I have a closed connected manifold $X$, consider the universal cover $p: \tilde X \rightarrow X$. If I recall correctly, any homotopy $F: X \times I \rightarrow X$ with $F(\cdot, 0) = id_X$ lifts to a homotopy $\tilde F : \tilde X \times I \rightarrow \tilde X$ (again with $\tilde F(\cdot,0) = id_{\tilde X}$).

Given any deck transformation $\psi: \tilde X \rightarrow \tilde X$ (i.e. $p \circ \psi = p$), is there a homotopy $F: X \times I \rightarrow X$ with $F(\cdot,0) = id_X$ that lifts to $\tilde F$ with $\tilde F(\cdot, 1) = \psi$?

My motivating example is $X = \mathbb T^2 = \mathbb R^2 / \mathbb Z^2$, where this is true: $\tilde X = \mathbb R^2$, and the group of deck transformations is $\mathbb Z^2 \simeq \pi_1 (X)$. Any deck transformation $\tilde X \rightarrow \tilde X : x \mapsto x + a$ (for $a \in \mathbb Z^2$) can be obtained by the homotopy $F_a: X \times I \rightarrow X : (x,t) \mapsto x + ta$ which lifts to $\tilde F_a : \tilde X \times I \rightarrow \tilde X : x \mapsto x + ta$. Can this be done for any deck transformation of higher-genus surfaces? Orientable manifolds? Arbitrary manifolds? Is there a "nice" sufficient condition for a manifold that makes it have this property?


Recall that deck transformations of $p: \tilde X \rightarrow X$ can be identified with $\pi_1(X)$; denote the isomorphism by $\alpha: Deck(p) \stackrel \sim \rightarrow \pi_1(X)$. I show the following claim:

If $\psi \in Deck(p)$ such that there is a homotopy $F: X \times I \rightarrow X$ with $F(\cdot,0) = id_X$ that lifts to $\tilde F$ with $\tilde F(\cdot,1) = \psi$, then $\alpha (\psi)$ is in the center of $\pi_1(X)$. Specifically, if we want this property to hold for all deck transformations, $\pi_1(X)$ is abelian.

Proof: denote the basepoint of $X$ by $x_0$. Let $g: I \rightarrow X$ be $g(t) = F(x_0,t)$, a representative of the class $\alpha(\psi) \in \pi_1(X,x_0)$, with $g(0)=g(1)=x_0$, and let $f: I \rightarrow X$ be a representative of any class $a \in \pi_1(X,x_0)$. Consider the following:

\begin{equation} G: I^2 \rightarrow X \\ G(s,t) = F(f(s),t) \end{equation}

$F$ lifts to $\tilde F$ which has $\tilde F(\cdot,1) = \psi \in Deck(p)$, so $F(\cdot, 1) = id_X$, and $F(\cdot, 0) = id_X$. Thus, $G(\cdot, 0) = G(\cdot, 1) = f$. $G(0, \cdot) = G(1, \cdot) = g$, since $f(0)=f(1)=x_0$, and $F(x_0, \cdot) = g$.

Going around the square Im(G), we see that $a \alpha(\psi) a^{-1} \alpha(\psi)^{-1} = 1$ in $\pi_1(X)$. This was for arbitrary $a \in \pi_1(X)$, therefore $\alpha(\psi)$ is in the center of $\pi_1(X)$.

  • $\begingroup$ The thing that makes it work for $\mathbb{T}^2$ is that it's a $K(G,1)$, i.e. that its universal cover is contractible; not that it's orientable I think. The problem is that I don't know many noncontractible simply connected manifolds that aren't spheres (spheres of even dimension will yield nonorientable quotients, and sphere of odd dimension have only finite subgroups of $SO(n+1)$ that act on them, and that's path connected anyway). I would say that if you find an example of such an orientable manifold, some counterexamples should come too $\endgroup$ – Max Feb 12 at 10:23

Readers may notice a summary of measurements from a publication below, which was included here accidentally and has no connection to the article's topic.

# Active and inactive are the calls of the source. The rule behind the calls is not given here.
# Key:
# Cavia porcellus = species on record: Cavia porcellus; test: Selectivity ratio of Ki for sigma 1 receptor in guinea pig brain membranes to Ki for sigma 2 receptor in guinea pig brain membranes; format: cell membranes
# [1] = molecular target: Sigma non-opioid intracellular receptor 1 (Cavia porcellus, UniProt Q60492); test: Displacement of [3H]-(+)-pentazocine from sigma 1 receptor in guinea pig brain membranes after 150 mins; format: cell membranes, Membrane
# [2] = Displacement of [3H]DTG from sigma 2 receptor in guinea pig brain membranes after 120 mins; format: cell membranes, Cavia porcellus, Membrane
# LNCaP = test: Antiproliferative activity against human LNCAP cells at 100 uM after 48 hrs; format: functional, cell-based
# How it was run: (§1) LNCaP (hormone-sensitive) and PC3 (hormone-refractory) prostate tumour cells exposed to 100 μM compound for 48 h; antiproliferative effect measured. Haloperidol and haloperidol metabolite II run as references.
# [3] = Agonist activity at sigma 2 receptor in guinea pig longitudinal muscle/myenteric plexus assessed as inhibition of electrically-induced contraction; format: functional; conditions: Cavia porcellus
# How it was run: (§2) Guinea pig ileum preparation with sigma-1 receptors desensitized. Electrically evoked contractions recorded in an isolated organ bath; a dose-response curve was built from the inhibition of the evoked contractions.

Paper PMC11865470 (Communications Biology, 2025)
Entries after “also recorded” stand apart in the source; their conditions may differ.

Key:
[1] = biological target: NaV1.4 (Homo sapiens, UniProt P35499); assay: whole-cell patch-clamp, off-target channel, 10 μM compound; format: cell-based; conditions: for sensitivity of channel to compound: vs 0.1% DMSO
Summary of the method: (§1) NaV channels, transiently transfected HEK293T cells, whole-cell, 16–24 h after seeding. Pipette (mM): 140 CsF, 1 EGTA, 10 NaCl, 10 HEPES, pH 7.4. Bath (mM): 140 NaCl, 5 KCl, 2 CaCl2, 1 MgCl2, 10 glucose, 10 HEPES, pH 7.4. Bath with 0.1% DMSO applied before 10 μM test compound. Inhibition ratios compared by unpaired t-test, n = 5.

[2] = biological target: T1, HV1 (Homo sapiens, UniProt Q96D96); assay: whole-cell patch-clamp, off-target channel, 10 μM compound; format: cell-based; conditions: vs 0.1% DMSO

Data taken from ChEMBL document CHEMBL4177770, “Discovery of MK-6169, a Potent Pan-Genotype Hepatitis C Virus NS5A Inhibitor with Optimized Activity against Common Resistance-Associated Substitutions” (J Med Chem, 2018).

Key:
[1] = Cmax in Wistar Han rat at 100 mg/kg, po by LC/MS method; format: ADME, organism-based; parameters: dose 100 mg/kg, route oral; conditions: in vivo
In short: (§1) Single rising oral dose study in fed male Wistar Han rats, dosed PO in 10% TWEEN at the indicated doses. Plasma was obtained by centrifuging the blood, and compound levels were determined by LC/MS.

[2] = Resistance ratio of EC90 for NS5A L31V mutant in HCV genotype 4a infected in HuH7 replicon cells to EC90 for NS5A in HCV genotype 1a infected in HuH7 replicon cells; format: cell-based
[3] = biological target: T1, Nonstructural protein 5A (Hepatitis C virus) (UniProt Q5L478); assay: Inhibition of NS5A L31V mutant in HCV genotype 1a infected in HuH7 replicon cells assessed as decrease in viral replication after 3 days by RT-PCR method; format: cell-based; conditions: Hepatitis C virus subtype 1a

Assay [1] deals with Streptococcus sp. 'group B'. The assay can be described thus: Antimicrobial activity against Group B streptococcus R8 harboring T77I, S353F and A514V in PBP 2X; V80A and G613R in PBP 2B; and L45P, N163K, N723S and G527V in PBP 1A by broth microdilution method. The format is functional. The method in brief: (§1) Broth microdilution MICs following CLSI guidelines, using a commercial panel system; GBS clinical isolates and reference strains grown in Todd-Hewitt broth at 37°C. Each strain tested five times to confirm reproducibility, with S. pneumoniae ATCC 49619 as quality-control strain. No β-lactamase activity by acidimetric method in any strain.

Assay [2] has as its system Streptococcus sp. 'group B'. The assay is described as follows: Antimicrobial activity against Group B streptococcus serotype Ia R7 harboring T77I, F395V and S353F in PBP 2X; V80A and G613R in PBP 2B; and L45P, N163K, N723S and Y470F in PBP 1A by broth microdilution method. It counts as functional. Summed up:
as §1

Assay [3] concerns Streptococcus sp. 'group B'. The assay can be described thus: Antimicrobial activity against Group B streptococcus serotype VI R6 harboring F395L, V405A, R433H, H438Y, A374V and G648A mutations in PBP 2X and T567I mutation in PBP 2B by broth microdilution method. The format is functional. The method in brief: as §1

• $\begingroup$ I've been thinking about this and while I haven't reached a conclusion, my intuition currently tells me that "most" manifolds shouldn't have this property. I think that manifolds have this property ("for every deck transformation...") iff they're orientable and their fundamental group is abelian. If that's correct, then any surface of genus >1 doesn't have this property, but has a contractible universal cover. $\endgroup$ – WallE Feb 12 at 11:06
  • $\begingroup$ If the universal cover is contractible, then any two maps $\tilde{X}\to \tilde{X}$ are homotopic, so any deck transformation is homotopic to the identity; there can't be counterexamples with contractible universal cover. Moreover, if $G$ is a nonabelian subgroup of $SO(n+1)$ that acts freely on $S^n$, $n\geq 3$ odd, then $\pi_1(S^n/G) = G$ is nonabelian, but any deck transformation is in $SO(n+1)$ so homotopic to the identity. So the abelianness of the fundamental group doesn't come into play. As I said, I don't know yet whether orientability plays a role $\endgroup$ – Max Feb 12 at 11:24
  • $\begingroup$ But a homotopy between two maps $\tilde X \rightarrow \tilde X$ doesn't necessarily project to a homotopy of the maps on $X$. I'll edit the question to include what I (now) know about conditions of the manifold for this property. $\endgroup$ – WallE Feb 12 at 15:29
  • $\begingroup$ Oh right, it's not $\tilde{X}\times I \to X$, my bad ! Then it should be easier, I'll think about it when I have the time $\endgroup$ – Max Feb 12 at 15:58

The answer is no, with counterexamples being given by the projective planes : $S^n\to \mathbb{R}P^n$ is the universal cover of $\mathbb{R}P^n$ for $n\geq 2$, and $-id : S^n\to S^n$ is the only nontrivial deck transformation of this cover.

However, when $n$ is even (e.g. $n=2$), this has degree $-1$ and is thus not homotopic to $id$.

  • $\begingroup$ Good point, do you have a counterexample for an orientable manifold? (Edited question to include this) $\endgroup$ – WallE Feb 10 at 20:51
  • $\begingroup$ I'm not sure yet, but I think for orientable ones your property will work. What makes me think that is that if $\omega$ is a volume form below, then $p^*\omega$ will be a volume form above, that is invariant under deck transformation; in particular if $\psi$ is a deck transformation, $\mathrm{d}\psi$ will have positive "determinant", so it'll look like the identity. I don't know yet if this can lead to something though (I'm not fluent in differential geometry/topology) $\endgroup$ – Max Feb 10 at 21:44
  • $\begingroup$ $-id$ is the only non-trivial deck transformation. $\endgroup$ – Paul Frost Feb 10 at 23:53
  • $\begingroup$ @Paulfrost : yes of course, I added that, thanks for pointing it out ! $\endgroup$ – Max Feb 11 at 7:51

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